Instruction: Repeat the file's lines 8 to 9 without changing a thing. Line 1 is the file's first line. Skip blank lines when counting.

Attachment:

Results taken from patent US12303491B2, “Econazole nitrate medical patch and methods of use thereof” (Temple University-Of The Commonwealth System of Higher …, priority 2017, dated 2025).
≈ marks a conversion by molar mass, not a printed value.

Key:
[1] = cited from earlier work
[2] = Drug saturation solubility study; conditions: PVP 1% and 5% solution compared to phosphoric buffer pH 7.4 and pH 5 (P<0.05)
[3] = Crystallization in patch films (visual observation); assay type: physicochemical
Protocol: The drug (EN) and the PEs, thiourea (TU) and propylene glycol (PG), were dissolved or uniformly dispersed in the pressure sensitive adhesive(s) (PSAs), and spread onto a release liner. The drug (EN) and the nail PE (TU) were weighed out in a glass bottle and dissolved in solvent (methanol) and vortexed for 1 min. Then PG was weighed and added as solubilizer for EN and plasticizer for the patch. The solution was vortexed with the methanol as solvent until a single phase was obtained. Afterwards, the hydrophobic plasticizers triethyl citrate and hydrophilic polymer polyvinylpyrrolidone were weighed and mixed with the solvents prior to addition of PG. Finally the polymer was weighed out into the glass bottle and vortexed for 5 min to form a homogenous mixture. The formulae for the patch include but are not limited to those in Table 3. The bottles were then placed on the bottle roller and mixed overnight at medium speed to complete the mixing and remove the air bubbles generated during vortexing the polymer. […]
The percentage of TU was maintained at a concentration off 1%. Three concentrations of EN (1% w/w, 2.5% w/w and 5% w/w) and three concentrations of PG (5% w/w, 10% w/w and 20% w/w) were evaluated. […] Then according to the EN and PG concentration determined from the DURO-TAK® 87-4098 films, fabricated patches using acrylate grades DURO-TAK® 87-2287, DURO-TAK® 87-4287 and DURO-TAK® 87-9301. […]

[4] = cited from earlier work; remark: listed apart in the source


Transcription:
The percentage of TU was maintained at a concentration off 1%. Three concentrations of EN (1% w/w, 2.5% w/w and 5% w/w) and three concentrations of PG (5% w/w, 10% w/w and 20% w/w) were evaluated. […] Then according to the EN and PG concentration determined from the DURO-TAK® 87-4098 films, fabricated patches using acrylate grades DURO-TAK® 87-2287, DURO-TAK® 87-4287 and DURO-TAK® 87-9301. […]

[4] = cited from earlier work; remark: listed apart in the source